A&D students, dressed in white and photographed from above, look surprisingly like snowflakes gathering and dispersing, thanks to the magic of stop motion animation.
The idea for "Snowflake Formations" (see video below) grew out of a collaboration with A&D students and Witt Visitors, Tiny Circus. The Circus travels around the country in a caravan of vintage custom-built Airstream trailers, engaging local communities in the art of stop motion animation. Last fall, their tour brought them to A&D for a Witt residency at the school. During their two days here, they worked with all seven sections of the course, TMP: TIme (Texture, Materials & Process) on a group animation. The inspiration, in anticipation of the winter months, was the formation of snowflakes.
The Making of Snowflake Formations
Each group of students was instructed to choreograph their own unique interpretation of a snowflake formation and to wear all white on the day of the taping. The groups had 20 minutes to record each snowflake formation. Over 200 still photographs were taken that day. When the stills are edited together, the snowflakes appear as a moving formation. Students helped to create the soundtrack too.
Ever Dreamed of Joining the Circus?
The Circus didn't find its way to A&D by chance. A&D lecturer and recent Cranbrook grad, Jessica Frelinghuysen, happens to be one of the founding members of the group and yes, she did dream of joining the circus. The dreaming began on visits to her grandmother who just happened to live near a circus training camp for highschool students in Sarasota, Florida. The training camp captured her imagination early on and she always longed to attend the camp.
But, alas, Jessica ended up in art school, not the circus. Still, during that time, she found herself avoiding "gallery culture", always finding ways to bring her work out into the world at large and "make life more interesting for people."
The seeds for Tiny Circus were planted during a residency at Sculpture Space in 2007 when she met Carlos Ferguson who was living in a refurbished Airstream and making tiny robotic landscapes. Carlos had just begun to realize the potential of his mobile residency as a (literal) vehicle for public engagement, using the bus to project Super-8 home movies onto the sides of buildings. For Jessica, whose work had been focused on public interactions for some time, the possibilities inherent in a mobile art bus were too good to pass up.
A collaboration between the two artists began to ferment. Though neither of them knew anything about animation, they began to narrow in on stop motion animation as a format, thinking about storytelling, outdoor movies and art making activities that brought people together.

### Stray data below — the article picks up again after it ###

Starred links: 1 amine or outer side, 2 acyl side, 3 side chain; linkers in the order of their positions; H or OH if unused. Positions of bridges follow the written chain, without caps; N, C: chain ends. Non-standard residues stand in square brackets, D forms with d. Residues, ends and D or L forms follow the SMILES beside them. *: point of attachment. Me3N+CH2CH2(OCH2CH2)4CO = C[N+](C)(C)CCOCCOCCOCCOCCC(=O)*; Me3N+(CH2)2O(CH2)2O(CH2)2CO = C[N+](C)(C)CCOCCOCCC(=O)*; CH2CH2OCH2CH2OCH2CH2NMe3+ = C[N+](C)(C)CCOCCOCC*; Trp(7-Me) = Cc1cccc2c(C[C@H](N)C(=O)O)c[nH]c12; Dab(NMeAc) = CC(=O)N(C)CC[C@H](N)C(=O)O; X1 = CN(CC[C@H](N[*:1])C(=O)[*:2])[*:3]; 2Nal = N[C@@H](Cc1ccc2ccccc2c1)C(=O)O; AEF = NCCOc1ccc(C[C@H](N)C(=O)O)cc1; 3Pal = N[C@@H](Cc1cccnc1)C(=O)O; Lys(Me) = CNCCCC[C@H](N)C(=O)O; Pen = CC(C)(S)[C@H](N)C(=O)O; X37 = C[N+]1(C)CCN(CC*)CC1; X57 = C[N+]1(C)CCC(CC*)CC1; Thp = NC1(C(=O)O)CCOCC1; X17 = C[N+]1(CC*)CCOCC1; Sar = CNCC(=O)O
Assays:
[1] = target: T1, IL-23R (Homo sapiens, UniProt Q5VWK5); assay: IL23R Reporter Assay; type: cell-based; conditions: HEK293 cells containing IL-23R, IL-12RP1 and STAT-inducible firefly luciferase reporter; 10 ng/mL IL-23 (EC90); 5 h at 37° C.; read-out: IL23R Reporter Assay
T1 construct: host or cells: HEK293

A Tiny Circus, Born in a Barn
The next summer they formed a sort of residency of their own, bringing together other artist friends to camp out on Carlos' family land in Grinnell, Iowa. They worked in an old barn which had been converted into a studio and began to breathe Tiny Circus into existence. They envisioned the group touring and engaging communities across the country to create short "Histories of the World" using stop motion animation. All the movies would be created collaboratively with the participants: from idea-generating, to storyboarding, making the materials, filming and creating the final soundtrack.
But first, there was a lot of work to do. They had to learn stop motion animation, for one. And, they had to transform three old rotting airstreams into comfortable studio and living spaces for the tour.
The building and working were highly collaborative. They did everything together, living, working, eating and making decisions. By the end of the summer in 2008, they had eight animations shot, one airstream built and a solid conceptual map, giving them the basis for a grant request to take the project on a proper tour.
This past summer marked the beginning of Tiny Circus's tour of Iowa, through small towns and festivals. They worked with five or six communities across the state, inviting the participants to come and live with them, dream up their "History" and put it into film. At the end of each workshop, they projected the final film in public spaces such as a parking lots, where the community would gather for a movie-watching night.
Next summer Tiny Circus hopes to expand its tour outside of Iowa. Their goal is to bring the power of art-making to communities across the country, providing creative experiences of intense concentration, collaboration and imagination.
So watch for this circus, coming to a town near you. And, watch a few videos by A&D students inspired by their lessons in stop motion animation.